A Prospective Assessment of Patient Expectation and Satisfaction in Spinal Fusion Surgery
Eugene Carragee, MD; Todd Alamin, MD, Stanford University, Stanford, CA
We have undertaken a prospective study of patient “expectations” and “minimum acceptable” goals before spinal fusion surgery for LBP and compared these against the eventual outcomes and satisfaction ratings at two- to four-year follow-up.
In particular, return to full-time work in the discogenic pain group was rated as an “expected outcome” in 77% and as a ‘minimal acceptable outcome’ in 64% of the patients, but was achieved in only 23% of the group. Similarly, normal function (ODI <15 ) and decreased medication usage was highly expected (77% to 85% but unusually achieved (19% to 36%).
Patients receiving workers’ compensation benefits or having abnormal psychometric profiles had the most discordant scores between expectation and satisfaction.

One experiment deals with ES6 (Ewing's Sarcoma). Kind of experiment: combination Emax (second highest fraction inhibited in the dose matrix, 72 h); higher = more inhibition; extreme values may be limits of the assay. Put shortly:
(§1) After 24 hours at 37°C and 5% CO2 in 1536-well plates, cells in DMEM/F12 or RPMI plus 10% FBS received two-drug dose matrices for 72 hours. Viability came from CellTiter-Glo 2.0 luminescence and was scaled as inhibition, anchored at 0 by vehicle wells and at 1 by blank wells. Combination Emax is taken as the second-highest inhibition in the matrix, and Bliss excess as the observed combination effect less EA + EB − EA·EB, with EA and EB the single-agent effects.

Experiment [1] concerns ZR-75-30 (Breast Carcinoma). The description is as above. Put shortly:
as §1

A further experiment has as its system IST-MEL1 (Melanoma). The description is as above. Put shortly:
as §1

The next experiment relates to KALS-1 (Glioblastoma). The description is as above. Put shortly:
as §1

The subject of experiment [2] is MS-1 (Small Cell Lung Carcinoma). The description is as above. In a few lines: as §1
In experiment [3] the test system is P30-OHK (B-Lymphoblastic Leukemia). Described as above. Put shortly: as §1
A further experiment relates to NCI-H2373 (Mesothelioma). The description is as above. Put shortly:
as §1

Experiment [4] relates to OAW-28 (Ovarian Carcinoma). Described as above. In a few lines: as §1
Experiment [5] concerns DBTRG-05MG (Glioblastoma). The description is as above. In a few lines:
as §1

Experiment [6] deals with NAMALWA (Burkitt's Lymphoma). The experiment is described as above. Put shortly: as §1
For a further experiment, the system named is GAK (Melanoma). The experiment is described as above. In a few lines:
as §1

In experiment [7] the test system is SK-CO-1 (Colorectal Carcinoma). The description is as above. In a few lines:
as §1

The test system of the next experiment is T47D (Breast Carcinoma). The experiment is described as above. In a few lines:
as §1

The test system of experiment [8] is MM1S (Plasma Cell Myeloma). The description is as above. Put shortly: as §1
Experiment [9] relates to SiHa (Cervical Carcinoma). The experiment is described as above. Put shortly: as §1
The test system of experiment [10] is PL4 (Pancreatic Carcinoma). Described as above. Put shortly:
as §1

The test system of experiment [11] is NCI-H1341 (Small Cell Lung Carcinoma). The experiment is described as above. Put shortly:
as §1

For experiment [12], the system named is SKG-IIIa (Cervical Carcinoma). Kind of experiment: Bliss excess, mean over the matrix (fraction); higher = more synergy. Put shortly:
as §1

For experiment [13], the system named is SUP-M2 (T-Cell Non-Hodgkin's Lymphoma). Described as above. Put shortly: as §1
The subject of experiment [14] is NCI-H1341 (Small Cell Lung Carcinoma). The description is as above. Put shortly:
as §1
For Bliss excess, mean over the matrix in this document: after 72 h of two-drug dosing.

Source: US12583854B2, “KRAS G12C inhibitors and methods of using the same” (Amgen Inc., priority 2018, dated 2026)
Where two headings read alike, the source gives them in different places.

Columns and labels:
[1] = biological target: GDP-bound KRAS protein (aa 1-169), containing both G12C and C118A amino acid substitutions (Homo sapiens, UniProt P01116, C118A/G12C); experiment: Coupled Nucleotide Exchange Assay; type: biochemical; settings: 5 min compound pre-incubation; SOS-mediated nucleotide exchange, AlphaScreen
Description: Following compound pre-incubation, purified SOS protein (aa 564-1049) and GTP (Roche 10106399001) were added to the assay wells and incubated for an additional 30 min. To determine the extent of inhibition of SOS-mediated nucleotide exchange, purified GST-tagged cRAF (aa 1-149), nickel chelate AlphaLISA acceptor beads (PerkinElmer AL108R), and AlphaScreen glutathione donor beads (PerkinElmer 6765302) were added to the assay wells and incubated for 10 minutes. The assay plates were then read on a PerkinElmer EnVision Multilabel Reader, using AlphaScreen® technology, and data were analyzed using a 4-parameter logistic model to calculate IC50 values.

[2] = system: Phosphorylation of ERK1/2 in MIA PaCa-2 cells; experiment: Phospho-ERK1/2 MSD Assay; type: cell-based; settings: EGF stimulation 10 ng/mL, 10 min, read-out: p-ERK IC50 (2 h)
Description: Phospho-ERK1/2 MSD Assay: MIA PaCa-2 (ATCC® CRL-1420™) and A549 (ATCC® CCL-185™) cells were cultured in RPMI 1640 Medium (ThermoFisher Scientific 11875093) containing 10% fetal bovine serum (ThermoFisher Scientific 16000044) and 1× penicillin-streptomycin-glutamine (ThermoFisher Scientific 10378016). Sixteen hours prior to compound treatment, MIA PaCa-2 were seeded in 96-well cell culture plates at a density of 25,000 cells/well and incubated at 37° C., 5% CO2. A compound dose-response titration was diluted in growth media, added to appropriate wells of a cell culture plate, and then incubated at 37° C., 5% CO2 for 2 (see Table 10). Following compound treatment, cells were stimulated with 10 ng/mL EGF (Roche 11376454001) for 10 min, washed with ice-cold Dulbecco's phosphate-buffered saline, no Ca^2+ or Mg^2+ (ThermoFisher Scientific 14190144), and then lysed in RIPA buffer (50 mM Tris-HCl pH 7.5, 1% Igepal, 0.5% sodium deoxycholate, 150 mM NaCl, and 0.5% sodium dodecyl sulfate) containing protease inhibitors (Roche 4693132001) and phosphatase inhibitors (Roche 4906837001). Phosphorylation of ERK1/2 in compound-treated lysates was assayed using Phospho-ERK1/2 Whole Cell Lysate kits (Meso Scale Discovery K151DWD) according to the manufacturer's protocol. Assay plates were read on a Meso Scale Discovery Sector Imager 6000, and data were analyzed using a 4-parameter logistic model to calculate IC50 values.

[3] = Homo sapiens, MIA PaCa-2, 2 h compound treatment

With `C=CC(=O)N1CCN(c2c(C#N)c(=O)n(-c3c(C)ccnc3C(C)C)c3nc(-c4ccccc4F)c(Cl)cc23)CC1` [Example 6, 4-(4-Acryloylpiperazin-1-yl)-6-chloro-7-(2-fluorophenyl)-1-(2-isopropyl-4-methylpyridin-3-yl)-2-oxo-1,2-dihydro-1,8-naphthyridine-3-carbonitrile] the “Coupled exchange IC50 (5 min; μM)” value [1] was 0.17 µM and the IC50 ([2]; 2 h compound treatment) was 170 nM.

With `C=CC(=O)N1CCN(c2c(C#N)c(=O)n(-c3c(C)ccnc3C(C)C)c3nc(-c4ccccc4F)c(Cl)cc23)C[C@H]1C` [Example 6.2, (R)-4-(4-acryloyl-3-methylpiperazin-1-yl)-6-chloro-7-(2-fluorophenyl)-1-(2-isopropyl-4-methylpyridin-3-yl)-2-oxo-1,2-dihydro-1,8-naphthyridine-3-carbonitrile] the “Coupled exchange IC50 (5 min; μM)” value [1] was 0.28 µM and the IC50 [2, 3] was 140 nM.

Patients undergoing surgery for discogenic pain achieved their expected goals infrequently, whereas spondylolisthesis surgery was successful in meeting patient goals in most cases. Patients frequently rate discogenic pain surgery as “satisfactory” despite failing to achieve “minimum” prospective goals. This effect was not seen in spondylolisthesis surgery.
In patients who had a fusion for discogenic pain, in many cases the postoperative outcomes did not match the preoperative definition of “success.” These results question the role of lumbar fusion for discogenic pain and raise the issue about the “true cause” of pain in discogenic pain syndromes.